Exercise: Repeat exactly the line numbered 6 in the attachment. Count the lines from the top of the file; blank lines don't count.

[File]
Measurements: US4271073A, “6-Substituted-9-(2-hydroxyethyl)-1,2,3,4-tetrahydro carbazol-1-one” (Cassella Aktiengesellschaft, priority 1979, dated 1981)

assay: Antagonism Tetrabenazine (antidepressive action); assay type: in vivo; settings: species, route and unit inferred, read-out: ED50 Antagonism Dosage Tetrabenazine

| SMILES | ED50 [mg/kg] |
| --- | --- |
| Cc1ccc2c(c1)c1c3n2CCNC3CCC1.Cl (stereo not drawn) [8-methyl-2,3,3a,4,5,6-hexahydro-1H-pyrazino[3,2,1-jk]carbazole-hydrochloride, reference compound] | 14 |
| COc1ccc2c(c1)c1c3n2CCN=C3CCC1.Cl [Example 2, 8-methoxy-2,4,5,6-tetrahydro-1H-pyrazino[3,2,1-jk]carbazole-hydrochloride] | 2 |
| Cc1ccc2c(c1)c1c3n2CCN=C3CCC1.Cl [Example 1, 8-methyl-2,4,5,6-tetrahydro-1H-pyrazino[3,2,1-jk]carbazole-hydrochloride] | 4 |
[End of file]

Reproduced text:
| COc1ccc2c(c1)c1c3n2CCN=C3CCC1.Cl [Example 2, 8-methoxy-2,4,5,6-tetrahydro-1H-pyrazino[3,2,1-jk]carbazole-hydrochloride] | 2 |